69. ^ "Commissioner of Charities suspends 8 members of City Harvest board". Today. 26 June 2012. Retrieved 28 June 2012. 
  70. ^ "Inquiry found misconduct and mismanagement in the City Harvest Church". 26 June 2012. Retrieved 28 June 2012. 
  71. ^ "City Harvest case: Allegedly total of $50m misused". The Straits Times. 28 June 2012. Retrieved 29 June 2012. 
  72. ^ "City Harvest Church responds to allegations". The Straits Times. 29 June 2012. Retrieved 29 June 2012. 
  73. ^ "City Harvest warned over fund raising for six accused". The Straits Times. 22 August 2012. Retrieved 5 September 2012. 
  74. ^ Ng, Jun Sen (21 September 2014). "". The New Paper. Retrieved 28 September 2014. 
  75. ^ Feng, Zengkun (1 September 2014). "'"CHC trial: Wee 'deceived brother about church business. The Straits Times. Retrieved 28 September 2014. 
  76. ^ Poh, Ian. "'"Finance manager 'part of plan to purge bonds. The Straits Times. Retrieved 28 September 2014. 
  77. ^ Lim, Joyce. "City Harvest trial: Accused weeps while quizzed by own lawyer". The Straits Times. Retrieved 28 September 2014. 
  78. ^ "CHC trial: New evidence of text conversation among accused". The Straits Times. 22 September 2014. Retrieved 28 September 2014. 
  79. ^ Loh, Ronald (26 September 2014). "CHC trial: Chief Prosecutor says finance manager is being untruthful". The New Paper. Retrieved 28 September 2014. 
  80. ^ Loh, Ronald (27 September 2014). "City Harvest trial: 'Incredible' there were no minutes". The New Paper. Retrieved 28 September 2014. 
  81. ^
  82. ^ Cheong, Danson; Lee, Min Kok; Ng, Huiwen (21 October 2015). "City Harvest trial: All 6 accused, including founder Kong Hee, found guilty of all charges". The Straits Times. Retrieved 21 October 2015. 


See also

In October 2015, all six accused were found guilty of all charges.[82]

As of September 2014, the prosecution's case remains that four of the six accused from the church including Chew Eng Han and Sharon Tan[74] made sham investments in two companies Xtron[75] and Firna when the funds were actually being used to finance the singing career of Sun Ho, and then engaged in what the accounting industry calls "round-tripping" to hide the irregularities from auditors.[76] Amongst the several church members charged, finance manager Sharon Tan confessed in tears[77] her lack of knowledge after two years why she is being charged[78] amidst suggestions of making excuses, wilfully misinterpreting evidence and being untruthful[79] in a trial where the chief prosecution led by Mavis Chionh noted the absence of a crucial board meeting between August and September 2008 as being without any meeting minutes[80] while a series of e-mail messages ending with a smiley face emoticon :) was also being reviewed by the prosecution. The prosecution also charged that an Indonesian businessman, Wahju Hanafi, was the other beneficiary of funds allegedly diverted from City Harvest Church to further Sun Ho's music career.[81]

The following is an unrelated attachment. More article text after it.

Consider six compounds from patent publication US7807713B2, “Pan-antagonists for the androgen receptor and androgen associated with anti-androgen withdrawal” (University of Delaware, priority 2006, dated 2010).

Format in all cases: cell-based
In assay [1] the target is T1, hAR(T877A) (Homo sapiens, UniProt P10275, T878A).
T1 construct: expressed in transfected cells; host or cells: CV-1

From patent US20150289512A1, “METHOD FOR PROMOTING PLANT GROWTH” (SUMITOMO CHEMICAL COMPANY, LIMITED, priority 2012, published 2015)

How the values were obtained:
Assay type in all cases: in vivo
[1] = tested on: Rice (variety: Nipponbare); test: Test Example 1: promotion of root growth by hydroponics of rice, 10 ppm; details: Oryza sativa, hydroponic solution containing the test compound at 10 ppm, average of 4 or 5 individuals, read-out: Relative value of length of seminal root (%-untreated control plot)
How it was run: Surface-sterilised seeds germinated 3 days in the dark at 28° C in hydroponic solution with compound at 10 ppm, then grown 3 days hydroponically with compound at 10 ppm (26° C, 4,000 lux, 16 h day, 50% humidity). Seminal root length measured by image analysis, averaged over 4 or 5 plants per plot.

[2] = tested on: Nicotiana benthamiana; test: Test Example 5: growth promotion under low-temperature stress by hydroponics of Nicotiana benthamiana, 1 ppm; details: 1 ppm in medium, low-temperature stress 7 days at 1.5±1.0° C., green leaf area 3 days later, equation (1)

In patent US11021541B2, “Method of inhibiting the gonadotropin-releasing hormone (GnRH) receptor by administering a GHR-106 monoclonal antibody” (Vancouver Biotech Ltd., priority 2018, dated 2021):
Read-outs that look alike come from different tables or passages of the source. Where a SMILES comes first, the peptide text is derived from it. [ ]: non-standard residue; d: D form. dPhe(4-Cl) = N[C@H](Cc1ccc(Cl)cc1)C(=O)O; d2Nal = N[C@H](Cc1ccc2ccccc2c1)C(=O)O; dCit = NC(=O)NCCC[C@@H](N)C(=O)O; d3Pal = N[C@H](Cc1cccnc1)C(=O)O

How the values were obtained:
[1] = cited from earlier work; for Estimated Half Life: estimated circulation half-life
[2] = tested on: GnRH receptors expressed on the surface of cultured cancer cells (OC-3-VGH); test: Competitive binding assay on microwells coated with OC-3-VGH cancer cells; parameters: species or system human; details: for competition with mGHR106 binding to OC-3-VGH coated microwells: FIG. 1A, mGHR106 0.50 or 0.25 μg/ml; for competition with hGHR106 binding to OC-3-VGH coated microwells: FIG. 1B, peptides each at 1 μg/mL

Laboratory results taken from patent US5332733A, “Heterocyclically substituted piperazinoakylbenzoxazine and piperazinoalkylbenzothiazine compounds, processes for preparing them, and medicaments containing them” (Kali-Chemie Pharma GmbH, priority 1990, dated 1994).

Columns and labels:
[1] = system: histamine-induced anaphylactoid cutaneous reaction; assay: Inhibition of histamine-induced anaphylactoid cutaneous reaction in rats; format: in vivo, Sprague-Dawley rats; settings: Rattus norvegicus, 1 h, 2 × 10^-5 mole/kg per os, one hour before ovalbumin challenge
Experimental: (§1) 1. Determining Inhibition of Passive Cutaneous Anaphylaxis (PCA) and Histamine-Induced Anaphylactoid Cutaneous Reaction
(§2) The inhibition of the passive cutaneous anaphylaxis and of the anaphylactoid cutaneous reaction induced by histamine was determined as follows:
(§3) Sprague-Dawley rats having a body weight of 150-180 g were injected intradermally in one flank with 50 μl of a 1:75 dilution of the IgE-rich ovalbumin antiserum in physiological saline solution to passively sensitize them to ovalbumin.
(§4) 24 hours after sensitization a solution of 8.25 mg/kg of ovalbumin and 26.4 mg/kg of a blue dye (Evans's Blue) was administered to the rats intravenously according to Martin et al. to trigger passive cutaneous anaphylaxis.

In August, donations were solicited within the church seeking funds as "personal gifts" to the 6 people charged. The Commissioner of Charities warned the church and its employees against raising funds for legal expenses. The church states that pastors involved have relinquished their roles in the effort. The church itself was notified earlier that they are restricted from paying the legal fees of the 6 accused.[73]

Prosecution claims that $24 million was taken from church building funds and put into sham investment bonds in two companies, one of which was Ho's artist management firm Xtron Productions. After church auditors raised questions about the bond investments, an additional $26.6 million was moved around to "create the false appearance that the purported sham bond investments had been redeemed".[71] In reply to the allegations, the Church has stated that money for the investment bonds were returned to the church in full, with interest, and it did not lose any funds in the transactions. It also stood by the five accused, stating that they have "always put God and CHC first." "As a church we stand with them and I believe fully in their integrity. Pastor Kong is still our Senior Pastor."[72]